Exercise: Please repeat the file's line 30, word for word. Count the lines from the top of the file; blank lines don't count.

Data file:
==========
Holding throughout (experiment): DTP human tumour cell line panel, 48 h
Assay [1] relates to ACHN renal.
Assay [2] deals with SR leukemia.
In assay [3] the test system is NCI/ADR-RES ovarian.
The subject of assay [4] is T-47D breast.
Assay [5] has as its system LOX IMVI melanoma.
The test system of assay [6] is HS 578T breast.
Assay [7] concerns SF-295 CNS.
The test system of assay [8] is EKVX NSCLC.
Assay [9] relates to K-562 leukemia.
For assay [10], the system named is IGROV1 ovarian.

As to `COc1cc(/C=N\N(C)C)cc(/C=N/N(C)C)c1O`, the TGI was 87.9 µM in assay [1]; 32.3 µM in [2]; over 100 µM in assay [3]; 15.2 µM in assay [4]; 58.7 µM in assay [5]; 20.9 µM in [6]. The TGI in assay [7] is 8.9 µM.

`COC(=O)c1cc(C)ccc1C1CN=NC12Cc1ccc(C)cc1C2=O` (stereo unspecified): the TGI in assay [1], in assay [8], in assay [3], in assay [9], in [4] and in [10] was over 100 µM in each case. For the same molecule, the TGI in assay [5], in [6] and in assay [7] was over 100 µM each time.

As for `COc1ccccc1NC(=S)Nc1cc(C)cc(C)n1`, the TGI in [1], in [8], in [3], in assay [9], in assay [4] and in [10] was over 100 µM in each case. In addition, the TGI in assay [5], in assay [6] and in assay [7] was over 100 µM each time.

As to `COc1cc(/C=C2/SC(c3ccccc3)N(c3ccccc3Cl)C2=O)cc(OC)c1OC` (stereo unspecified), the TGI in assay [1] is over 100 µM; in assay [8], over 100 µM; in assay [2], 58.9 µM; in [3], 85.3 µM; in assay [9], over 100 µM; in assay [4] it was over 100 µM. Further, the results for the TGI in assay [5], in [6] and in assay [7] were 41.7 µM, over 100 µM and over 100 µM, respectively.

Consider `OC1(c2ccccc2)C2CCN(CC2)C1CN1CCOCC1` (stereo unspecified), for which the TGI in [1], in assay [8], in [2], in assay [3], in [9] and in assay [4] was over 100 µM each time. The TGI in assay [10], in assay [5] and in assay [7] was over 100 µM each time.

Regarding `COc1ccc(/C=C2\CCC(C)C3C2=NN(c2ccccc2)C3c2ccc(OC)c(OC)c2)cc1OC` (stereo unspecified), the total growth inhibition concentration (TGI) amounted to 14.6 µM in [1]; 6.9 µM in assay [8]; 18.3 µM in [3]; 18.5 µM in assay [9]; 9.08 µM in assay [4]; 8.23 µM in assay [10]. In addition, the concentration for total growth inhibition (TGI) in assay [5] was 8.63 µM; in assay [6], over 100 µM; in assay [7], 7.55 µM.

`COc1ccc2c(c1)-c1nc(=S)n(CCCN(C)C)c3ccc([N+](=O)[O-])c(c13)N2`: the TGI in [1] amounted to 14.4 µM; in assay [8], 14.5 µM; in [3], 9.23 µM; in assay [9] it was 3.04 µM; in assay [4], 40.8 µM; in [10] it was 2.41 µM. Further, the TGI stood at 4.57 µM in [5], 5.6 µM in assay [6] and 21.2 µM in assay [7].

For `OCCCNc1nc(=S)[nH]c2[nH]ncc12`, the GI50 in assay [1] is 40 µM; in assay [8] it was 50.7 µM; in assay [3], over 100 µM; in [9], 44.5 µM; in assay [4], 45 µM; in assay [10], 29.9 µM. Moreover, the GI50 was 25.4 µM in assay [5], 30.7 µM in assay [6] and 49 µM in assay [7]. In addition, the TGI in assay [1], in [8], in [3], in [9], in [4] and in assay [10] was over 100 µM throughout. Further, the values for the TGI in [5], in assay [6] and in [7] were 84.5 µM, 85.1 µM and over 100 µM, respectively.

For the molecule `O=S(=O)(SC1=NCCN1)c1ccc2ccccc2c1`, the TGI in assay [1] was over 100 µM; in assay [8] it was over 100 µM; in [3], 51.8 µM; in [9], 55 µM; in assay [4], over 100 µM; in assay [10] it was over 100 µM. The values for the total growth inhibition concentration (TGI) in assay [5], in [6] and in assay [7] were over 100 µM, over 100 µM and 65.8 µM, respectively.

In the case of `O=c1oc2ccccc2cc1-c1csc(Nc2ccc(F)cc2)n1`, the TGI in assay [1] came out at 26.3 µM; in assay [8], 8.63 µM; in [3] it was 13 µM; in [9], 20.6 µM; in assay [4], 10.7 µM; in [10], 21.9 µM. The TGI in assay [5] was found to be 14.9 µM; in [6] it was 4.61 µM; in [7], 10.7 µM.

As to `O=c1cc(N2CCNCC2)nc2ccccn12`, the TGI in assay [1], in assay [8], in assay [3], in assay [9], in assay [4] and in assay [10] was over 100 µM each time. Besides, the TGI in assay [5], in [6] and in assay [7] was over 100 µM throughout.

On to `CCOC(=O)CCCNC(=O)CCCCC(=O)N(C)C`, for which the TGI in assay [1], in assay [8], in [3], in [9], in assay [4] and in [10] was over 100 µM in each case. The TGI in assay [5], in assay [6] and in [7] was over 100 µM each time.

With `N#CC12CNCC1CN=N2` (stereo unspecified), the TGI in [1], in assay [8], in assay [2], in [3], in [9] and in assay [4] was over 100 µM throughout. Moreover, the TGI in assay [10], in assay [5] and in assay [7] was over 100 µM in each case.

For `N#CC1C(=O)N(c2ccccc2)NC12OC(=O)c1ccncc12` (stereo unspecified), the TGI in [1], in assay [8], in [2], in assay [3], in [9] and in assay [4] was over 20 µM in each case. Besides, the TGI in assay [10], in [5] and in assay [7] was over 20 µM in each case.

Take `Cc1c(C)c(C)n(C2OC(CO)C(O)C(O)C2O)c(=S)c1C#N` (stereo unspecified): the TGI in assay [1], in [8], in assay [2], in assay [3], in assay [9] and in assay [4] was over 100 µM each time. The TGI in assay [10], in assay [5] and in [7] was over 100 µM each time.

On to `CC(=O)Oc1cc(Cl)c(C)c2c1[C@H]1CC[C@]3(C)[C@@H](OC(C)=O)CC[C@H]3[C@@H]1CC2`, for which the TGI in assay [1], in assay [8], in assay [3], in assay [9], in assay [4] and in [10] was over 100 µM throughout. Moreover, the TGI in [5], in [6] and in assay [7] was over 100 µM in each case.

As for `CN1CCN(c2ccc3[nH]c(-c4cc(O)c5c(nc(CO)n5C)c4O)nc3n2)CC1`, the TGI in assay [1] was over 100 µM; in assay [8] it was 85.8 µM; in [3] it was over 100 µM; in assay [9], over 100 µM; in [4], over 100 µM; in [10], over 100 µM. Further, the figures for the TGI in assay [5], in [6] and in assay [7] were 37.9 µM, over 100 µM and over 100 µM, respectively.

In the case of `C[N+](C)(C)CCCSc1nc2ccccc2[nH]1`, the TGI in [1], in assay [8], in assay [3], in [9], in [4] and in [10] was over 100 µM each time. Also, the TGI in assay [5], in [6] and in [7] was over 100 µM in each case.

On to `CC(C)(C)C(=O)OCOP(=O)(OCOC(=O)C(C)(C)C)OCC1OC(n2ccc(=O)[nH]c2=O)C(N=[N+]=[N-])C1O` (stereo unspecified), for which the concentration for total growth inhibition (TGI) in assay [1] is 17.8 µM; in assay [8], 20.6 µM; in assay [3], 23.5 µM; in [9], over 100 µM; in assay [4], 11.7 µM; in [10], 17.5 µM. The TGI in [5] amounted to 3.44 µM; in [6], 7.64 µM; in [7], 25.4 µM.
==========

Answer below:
On to `CC(C)(C)C(=O)OCOP(=O)(OCOC(=O)C(C)(C)C)OCC1OC(n2ccc(=O)[nH]c2=O)C(N=[N+]=[N-])C1O` (stereo unspecified), for which the concentration for total growth inhibition (TGI) in assay [1] is 17.8 µM; in assay [8], 20.6 µM; in assay [3], 23.5 µM; in [9], over 100 µM; in assay [4], 11.7 µM; in [10], 17.5 µM. The TGI in [5] amounted to 3.44 µM; in [6], 7.64 µM; in [7], 25.4 µM.